LOGAN — According to the Utah Highway Patrol, the number of fatal accidents are up this year and troopers are concerned those numbers may continue to rise during the fall and winter months.
UHP Lt. Lee Perry said there are eight-to-10 fatalities a year in Cache, Rich and Box Elder counties. This year, troopers have already investigated 10 fatal accidents and there have been additional fatalities, investigated by other agencies.
“So anymore from here on out, I’m going to go above the average,” said Perry. “As a state, we are 22 or 23 fatalities above average right now. So we are seeing a trend in the wrong direction and we don’t want to see that. We want to go the other direction.”
Of those fatal accidents involving vehicles, troopers report half of the victims are not wearing seat belts.
Perry said impaired drivers are still one of the major causes of fatal accidents but impairment isn’t just caused by alcohol and illegal drugs.
“We are seeing people who are impaired by over-the-counter medications and prescribed medications,” said Perry. “Those are every bit as dangerous and so we are telling people, ‘you have got to be careful when you are taking medications, whether it is over-the-counter or prescribed from a doctor, you need to know if it’s impairing you or not’ because that is a huge problem we are seeing.”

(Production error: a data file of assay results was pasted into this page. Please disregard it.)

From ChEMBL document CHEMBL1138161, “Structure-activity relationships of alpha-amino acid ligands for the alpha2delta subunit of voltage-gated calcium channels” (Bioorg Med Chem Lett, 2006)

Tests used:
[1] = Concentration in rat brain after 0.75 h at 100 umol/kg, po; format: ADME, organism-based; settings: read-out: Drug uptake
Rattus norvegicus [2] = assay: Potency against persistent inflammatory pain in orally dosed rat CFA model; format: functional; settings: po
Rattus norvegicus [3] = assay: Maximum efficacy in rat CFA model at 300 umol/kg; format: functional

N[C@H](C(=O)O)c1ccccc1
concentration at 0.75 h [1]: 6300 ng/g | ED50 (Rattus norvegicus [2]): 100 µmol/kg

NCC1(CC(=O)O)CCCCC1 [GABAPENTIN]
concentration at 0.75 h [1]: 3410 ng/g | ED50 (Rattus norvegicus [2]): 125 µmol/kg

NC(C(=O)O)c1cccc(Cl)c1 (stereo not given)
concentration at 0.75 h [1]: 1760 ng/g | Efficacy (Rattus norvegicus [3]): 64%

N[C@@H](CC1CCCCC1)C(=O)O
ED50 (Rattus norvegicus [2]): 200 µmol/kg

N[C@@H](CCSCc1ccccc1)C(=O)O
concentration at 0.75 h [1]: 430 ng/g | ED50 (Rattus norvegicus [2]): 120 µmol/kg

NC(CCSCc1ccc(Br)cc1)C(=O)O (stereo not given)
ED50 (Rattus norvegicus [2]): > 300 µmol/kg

Troopers also report seeing drivers being impatient behind the wheel, driving too fast and not being courteous to other drivers.
Perry said accidents are also being caused by tired and fatigued drivers and those continuing to use electronic devises.
“Whether it is cell phones, computers or something like that,” said Perry. “We passed a law in the legislature and enhanced it this last year and we still see people out there trying to get away with using their cell phones, texting, sending messages and the law now says, no manual manipulation of that device.”
The number of calls, reporting drivers using their cell phones while driving has also increased since the new law went into effect.
Perry said he encourages drivers to continue to call 911 if they see any type of suspicious action.
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